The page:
Day 1 Overview
08:15 Registration (outside The Waterloo Room)
10:45 Coffee Break (The Waterloo Room)
12:30 Lunch Buffet (The Waterloo Room)
13:30 Concurrent Workshops, Session 1
15:00 Coffee Break (The Waterloo Room)
15:30 Concurrent Workshops, Session 2
17:00 Cocktail Reception (The Waterloo Room)
Day 1 Programme
Coffee will be served.
09:00 – 09:15
Conference Opening (The Nash Room)
09:15 – 10:45
Plenary 1: CG reform in Asia – The next 10 years (The Nash Room)
An introduction to the glorious complexity of corporate governance in Asia and how the region differs from other developed markets. What started CG reform in Asia? How does the large body of often-changing governance and stewardship codes cohabit with more slowly moving and conservative corporate and political cultures across the region? Do opportunistic policy decisions, notably dual-class shares and SPACs, mean the end of market fairness and accountability? Should we be hopeful about sustainability governance, board diversity, and ESG reporting? Drawing on more than 20 years of ACGA independent research and thinking about corporate governance and ESG in Asia, we will give our views on what the next decade promises.
10:45 – 11:15
Coffee Break (The Waterloo Room)
11:15 – 12:30
Plenary 2: Are stewardship codes working in Asia? (The Nash Room)
A panel discussion on how investor stewardship codes, first introduced in the region in Japan in early 2014, have changed the dynamic between listed companies and investors. Where have codes flourished most successfully and why? Do codes need to be tailored more carefully for each market? Are there other limitations? How does collective engagement work in the region and what are some of the main challenges? With several codes being revised every few years, what does the next chapter look like?
ModeratorDevanesan Evanson, Chief Executive Officer, Minority Shareholders Watch Group (MSWG), Kuala Lumpur
12:30 – 13:30
Lunch Buffet (The Waterloo Room)
13:30 – 15:00
Stream A, Workshop 1: After Abe – charting a new way forward (The Burton Room)
The assassination of Shinzo Abe in summer 2022 marked a profoundly sad end for one of Japan’s greatest reforming prime ministers of recent decades. In power from 2012 to 2020, Abe presided over a structural and philosophical rethink of corporate governance and introduced policies thought impossible just a few years earlier. Part of his government’s genius was to link CG reform not to risk management—as in other markets where governance is a necessary corrective to excessive corporate risk taking—but to the long-term growth of corporate value and the revitalisation of an underperforming economy. Abe and his officials saw that Japan was part of an international capital market, which it had to meet half way. No more arguments about Japanese exceptionalism and special treatment. Indeed, under Abe, Japan led the way on some aspects of CG and ESG policy in Asia.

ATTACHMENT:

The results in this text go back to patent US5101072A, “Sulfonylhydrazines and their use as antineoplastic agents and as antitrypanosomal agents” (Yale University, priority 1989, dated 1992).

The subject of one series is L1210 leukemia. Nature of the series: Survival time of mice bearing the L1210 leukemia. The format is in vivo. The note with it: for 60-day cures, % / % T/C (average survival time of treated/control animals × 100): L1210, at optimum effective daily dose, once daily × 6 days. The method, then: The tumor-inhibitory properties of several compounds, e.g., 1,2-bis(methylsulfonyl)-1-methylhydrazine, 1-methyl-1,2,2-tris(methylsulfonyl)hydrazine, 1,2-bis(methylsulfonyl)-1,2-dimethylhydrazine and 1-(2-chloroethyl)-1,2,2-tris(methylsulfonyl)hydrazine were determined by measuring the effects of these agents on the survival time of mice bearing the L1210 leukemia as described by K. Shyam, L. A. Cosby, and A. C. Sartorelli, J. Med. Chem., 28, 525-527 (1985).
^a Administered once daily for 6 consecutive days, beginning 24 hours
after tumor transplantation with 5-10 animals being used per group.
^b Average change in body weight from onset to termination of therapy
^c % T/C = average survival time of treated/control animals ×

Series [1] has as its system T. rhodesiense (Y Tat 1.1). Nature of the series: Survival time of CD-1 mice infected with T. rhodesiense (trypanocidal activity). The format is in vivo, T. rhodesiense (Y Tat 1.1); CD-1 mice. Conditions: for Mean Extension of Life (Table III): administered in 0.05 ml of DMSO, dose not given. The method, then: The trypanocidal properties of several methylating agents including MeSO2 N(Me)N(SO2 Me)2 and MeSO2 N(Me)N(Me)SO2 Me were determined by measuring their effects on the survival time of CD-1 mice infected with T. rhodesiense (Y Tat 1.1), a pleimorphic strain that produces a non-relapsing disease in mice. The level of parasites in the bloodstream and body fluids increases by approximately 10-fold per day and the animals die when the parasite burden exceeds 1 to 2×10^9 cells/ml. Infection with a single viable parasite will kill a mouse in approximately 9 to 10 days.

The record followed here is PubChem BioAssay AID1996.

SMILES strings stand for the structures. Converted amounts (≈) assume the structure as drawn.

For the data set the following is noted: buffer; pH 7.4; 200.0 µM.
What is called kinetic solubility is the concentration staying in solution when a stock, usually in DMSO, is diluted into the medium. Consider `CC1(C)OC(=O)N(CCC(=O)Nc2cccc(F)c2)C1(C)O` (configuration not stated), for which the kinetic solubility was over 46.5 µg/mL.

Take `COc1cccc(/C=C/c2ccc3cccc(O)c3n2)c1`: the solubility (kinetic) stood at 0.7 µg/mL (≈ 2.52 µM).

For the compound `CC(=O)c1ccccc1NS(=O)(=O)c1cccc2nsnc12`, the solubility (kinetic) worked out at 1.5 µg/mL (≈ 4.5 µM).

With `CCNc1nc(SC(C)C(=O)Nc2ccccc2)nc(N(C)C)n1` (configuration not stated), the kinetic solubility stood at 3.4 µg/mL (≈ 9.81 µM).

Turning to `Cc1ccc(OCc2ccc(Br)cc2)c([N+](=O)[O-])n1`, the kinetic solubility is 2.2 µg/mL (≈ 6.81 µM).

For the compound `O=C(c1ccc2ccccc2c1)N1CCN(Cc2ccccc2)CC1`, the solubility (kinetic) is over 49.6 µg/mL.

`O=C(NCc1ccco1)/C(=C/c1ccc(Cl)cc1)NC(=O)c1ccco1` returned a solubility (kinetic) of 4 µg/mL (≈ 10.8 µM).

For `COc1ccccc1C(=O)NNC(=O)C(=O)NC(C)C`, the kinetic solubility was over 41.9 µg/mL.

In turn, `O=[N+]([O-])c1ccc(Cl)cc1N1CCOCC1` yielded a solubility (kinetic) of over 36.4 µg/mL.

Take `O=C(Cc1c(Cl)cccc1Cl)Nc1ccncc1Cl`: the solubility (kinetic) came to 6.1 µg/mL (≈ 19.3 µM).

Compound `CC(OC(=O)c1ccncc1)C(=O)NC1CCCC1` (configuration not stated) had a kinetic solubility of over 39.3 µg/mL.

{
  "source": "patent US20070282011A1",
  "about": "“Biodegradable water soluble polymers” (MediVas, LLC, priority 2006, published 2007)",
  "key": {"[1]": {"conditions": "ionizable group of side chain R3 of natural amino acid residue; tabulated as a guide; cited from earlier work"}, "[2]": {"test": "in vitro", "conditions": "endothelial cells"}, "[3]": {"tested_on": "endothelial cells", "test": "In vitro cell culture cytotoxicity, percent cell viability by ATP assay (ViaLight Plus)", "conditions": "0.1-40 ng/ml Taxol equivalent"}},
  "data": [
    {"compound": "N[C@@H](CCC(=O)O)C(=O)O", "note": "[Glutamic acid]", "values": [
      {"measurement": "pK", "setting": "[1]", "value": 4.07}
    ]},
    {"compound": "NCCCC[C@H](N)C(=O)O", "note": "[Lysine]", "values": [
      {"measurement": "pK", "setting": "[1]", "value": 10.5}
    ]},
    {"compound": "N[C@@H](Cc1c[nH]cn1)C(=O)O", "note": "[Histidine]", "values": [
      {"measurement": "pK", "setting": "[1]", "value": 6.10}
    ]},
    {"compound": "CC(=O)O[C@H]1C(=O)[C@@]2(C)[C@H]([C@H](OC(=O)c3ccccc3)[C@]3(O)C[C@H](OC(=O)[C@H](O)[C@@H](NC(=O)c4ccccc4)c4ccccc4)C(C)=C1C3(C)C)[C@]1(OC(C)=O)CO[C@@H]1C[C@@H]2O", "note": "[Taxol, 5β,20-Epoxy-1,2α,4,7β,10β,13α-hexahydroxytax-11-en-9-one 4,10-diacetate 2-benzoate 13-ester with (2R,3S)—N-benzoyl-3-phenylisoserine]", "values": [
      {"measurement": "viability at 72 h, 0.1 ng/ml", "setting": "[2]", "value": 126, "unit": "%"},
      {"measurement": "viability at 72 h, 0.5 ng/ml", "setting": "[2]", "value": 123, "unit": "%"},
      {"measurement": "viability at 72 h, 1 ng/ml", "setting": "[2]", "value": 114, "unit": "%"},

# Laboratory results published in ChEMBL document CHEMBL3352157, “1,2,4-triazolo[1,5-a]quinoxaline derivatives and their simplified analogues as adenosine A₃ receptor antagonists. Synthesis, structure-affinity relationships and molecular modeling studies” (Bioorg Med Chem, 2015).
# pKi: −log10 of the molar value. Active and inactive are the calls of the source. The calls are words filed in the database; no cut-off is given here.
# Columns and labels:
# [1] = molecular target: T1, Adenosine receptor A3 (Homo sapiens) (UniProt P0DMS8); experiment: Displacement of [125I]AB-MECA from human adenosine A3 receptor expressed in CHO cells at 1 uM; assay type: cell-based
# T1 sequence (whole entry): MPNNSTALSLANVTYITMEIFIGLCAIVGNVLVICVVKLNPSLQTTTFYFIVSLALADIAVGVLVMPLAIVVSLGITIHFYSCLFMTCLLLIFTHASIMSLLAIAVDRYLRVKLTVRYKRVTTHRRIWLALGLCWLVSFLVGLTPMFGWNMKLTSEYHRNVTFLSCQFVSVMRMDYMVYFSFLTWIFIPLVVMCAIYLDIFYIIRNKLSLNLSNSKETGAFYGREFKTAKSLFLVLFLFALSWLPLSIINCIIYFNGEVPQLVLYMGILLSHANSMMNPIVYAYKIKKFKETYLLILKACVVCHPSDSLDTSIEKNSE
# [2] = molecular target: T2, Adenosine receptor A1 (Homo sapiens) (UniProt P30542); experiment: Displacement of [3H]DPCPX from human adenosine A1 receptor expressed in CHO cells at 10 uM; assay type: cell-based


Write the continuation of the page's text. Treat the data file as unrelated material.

Despite Abe’s achievements, there remain many areas of unfinished business in ESG reform in Japan. This workshop will outline these challenges and debate the probability of progress under the current government of Fumio Kishida. There will also be an opportunity for delegates to participate in small group discussions and give your views on how Japan should proceed with its next stage of reform.
13:30 – 15:00
Stream B, Workshop 1: Company engagement with Asian characteristics (The Nash Room)
Investor efforts to engage listed companies in Asia have grown exponentially over the past decade. Key drivers include domestic stewardship codes, the responsible investment agendas of major institutions, and opportunities for activism created by corporate failure or mismanagement. What, if anything, makes Asia different? Why are some companies so much harder to engage with than others? Why are some markets so much tougher to engage in than others? We also explore the missing link—regulatory and policy advocacy.